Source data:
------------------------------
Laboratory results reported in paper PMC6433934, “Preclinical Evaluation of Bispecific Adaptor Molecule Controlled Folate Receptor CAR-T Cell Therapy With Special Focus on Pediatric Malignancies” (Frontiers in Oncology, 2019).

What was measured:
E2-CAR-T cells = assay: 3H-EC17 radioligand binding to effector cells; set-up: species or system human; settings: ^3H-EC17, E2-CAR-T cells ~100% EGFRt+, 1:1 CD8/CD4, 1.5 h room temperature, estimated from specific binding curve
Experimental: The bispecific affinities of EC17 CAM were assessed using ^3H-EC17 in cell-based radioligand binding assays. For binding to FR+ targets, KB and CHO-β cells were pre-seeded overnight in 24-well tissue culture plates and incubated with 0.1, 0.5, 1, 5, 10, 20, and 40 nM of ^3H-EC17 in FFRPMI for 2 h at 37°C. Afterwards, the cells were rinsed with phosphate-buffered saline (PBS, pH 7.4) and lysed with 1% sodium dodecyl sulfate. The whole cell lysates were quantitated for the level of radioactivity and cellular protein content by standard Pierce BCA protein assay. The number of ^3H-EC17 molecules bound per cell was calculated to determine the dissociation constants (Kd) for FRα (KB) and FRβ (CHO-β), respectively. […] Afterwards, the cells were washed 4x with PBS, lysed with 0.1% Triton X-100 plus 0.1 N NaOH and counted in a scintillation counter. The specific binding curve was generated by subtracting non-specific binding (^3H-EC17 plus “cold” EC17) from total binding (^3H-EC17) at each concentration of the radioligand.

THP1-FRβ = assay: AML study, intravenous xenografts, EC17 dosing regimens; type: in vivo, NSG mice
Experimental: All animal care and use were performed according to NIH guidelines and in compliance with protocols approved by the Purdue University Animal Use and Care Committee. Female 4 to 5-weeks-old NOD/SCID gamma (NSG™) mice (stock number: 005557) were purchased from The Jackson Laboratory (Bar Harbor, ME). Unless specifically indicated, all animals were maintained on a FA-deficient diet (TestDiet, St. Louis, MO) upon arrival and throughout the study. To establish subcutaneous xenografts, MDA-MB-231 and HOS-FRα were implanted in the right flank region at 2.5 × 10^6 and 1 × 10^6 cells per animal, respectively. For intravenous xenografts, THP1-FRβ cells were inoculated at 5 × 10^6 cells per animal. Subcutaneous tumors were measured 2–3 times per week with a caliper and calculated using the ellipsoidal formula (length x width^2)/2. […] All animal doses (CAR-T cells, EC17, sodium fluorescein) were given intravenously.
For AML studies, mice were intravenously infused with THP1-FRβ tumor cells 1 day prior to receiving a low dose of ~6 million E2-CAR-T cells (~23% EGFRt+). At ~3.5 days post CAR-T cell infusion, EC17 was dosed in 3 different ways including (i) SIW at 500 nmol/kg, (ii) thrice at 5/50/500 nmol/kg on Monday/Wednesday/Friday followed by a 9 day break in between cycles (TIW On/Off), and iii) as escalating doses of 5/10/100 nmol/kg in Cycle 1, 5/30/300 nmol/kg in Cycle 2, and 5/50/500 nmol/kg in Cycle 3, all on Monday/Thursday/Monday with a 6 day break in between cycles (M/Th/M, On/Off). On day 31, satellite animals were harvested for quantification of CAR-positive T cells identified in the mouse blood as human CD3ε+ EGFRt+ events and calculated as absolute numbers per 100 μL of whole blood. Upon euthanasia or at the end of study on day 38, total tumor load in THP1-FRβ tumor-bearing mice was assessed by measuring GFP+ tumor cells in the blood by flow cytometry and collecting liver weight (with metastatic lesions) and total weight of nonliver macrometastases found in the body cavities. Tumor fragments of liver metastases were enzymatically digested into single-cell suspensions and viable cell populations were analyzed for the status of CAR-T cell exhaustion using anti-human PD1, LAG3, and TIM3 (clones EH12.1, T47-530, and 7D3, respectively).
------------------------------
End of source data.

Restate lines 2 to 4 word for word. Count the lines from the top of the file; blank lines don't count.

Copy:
What was measured:
E2-CAR-T cells = assay: 3H-EC17 radioligand binding to effector cells; set-up: species or system human; settings: ^3H-EC17, E2-CAR-T cells ~100% EGFRt+, 1:1 CD8/CD4, 1.5 h room temperature, estimated from specific binding curve
Experimental: The bispecific affinities of EC17 CAM were assessed using ^3H-EC17 in cell-based radioligand binding assays. For binding to FR+ targets, KB and CHO-β cells were pre-seeded overnight in 24-well tissue culture plates and incubated with 0.1, 0.5, 1, 5, 10, 20, and 40 nM of ^3H-EC17 in FFRPMI for 2 h at 37°C. Afterwards, the cells were rinsed with phosphate-buffered saline (PBS, pH 7.4) and lysed with 1% sodium dodecyl sulfate. The whole cell lysates were quantitated for the level of radioactivity and cellular protein content by standard Pierce BCA protein assay. The number of ^3H-EC17 molecules bound per cell was calculated to determine the dissociation constants (Kd) for FRα (KB) and FRβ (CHO-β), respectively. […] Afterwards, the cells were washed 4x with PBS, lysed with 0.1% Triton X-100 plus 0.1 N NaOH and counted in a scintillation counter. The specific binding curve was generated by subtracting non-specific binding (^3H-EC17 plus “cold” EC17) from total binding (^3H-EC17) at each concentration of the radioligand.